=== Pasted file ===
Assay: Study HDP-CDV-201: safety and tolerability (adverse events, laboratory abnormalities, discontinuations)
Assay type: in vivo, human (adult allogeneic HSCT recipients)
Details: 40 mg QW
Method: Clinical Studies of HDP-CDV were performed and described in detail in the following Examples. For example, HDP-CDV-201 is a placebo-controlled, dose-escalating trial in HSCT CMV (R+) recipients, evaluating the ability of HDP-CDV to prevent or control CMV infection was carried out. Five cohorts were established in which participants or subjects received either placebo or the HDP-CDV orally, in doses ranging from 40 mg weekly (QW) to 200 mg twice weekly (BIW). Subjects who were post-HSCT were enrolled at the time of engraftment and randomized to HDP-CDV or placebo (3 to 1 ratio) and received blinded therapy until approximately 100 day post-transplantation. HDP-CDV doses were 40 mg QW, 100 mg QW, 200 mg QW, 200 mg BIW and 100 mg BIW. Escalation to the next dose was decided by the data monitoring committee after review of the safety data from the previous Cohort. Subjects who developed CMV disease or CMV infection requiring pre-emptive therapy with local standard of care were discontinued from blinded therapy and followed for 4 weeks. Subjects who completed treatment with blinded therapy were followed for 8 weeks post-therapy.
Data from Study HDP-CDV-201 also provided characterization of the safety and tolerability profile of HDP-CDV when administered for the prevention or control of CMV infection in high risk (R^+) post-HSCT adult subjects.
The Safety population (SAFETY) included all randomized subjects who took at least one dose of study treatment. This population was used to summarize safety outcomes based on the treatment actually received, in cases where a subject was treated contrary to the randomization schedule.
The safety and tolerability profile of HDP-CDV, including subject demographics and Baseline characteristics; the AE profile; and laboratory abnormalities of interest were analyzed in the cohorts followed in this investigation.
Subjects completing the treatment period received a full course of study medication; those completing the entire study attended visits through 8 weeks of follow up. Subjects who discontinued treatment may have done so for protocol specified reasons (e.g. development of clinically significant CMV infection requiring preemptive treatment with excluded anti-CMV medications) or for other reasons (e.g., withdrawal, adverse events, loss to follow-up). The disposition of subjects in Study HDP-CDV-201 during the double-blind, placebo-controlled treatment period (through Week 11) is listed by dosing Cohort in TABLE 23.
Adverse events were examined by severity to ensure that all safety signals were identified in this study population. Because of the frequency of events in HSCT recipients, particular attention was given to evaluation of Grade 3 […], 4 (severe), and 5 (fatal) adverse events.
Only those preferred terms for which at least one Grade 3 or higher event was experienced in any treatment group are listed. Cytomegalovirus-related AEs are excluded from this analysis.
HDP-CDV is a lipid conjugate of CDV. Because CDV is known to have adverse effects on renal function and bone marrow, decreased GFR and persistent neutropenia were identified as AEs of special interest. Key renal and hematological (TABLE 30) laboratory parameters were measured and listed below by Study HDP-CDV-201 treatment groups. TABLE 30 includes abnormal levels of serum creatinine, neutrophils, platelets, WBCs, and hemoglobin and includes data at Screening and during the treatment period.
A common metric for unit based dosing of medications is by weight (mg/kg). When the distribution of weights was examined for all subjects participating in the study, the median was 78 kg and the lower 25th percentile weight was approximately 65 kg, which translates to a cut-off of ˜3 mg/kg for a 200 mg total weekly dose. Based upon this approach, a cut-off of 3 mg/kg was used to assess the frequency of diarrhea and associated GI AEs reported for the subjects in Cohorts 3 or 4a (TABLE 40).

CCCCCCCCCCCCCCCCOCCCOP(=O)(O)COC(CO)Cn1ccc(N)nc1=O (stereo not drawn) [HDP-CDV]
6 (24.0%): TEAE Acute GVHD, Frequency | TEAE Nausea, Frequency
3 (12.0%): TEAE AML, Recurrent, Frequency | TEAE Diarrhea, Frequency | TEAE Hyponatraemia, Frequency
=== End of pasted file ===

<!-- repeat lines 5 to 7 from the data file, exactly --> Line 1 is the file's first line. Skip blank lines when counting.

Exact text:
Data from Study HDP-CDV-201 also provided characterization of the safety and tolerability profile of HDP-CDV when administered for the prevention or control of CMV infection in high risk (R^+) post-HSCT adult subjects.
The Safety population (SAFETY) included all randomized subjects who took at least one dose of study treatment. This population was used to summarize safety outcomes based on the treatment actually received, in cases where a subject was treated contrary to the randomization schedule.
The safety and tolerability profile of HDP-CDV, including subject demographics and Baseline characteristics; the AE profile; and laboratory abnormalities of interest were analyzed in the cohorts followed in this investigation.